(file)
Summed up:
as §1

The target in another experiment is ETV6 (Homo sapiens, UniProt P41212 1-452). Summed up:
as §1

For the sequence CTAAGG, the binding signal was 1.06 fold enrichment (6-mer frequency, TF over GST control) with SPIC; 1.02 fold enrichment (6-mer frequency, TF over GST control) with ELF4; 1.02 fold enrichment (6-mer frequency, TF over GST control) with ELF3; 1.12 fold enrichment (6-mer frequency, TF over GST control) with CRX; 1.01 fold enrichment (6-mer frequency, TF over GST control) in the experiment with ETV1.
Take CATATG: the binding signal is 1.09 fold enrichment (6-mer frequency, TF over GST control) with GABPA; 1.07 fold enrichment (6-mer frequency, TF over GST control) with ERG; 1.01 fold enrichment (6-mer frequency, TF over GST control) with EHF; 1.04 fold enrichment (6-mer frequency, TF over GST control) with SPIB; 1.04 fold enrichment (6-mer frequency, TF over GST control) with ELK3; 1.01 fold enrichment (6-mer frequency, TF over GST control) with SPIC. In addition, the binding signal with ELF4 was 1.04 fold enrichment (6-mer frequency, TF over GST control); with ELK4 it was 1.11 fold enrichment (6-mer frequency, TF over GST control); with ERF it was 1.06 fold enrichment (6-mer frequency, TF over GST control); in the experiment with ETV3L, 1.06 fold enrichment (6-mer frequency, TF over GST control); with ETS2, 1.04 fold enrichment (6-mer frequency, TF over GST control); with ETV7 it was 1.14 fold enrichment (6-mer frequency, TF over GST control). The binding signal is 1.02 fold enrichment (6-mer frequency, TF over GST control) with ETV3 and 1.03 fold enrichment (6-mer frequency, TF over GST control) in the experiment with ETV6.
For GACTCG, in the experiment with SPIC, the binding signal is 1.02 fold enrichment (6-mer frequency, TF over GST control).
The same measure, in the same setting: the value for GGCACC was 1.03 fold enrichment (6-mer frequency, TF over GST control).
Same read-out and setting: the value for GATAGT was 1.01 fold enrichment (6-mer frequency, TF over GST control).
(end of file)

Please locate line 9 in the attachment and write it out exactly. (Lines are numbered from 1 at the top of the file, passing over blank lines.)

Same read-out and setting: the value for GATAGT was 1.01 fold enrichment (6-mer frequency, TF over GST control).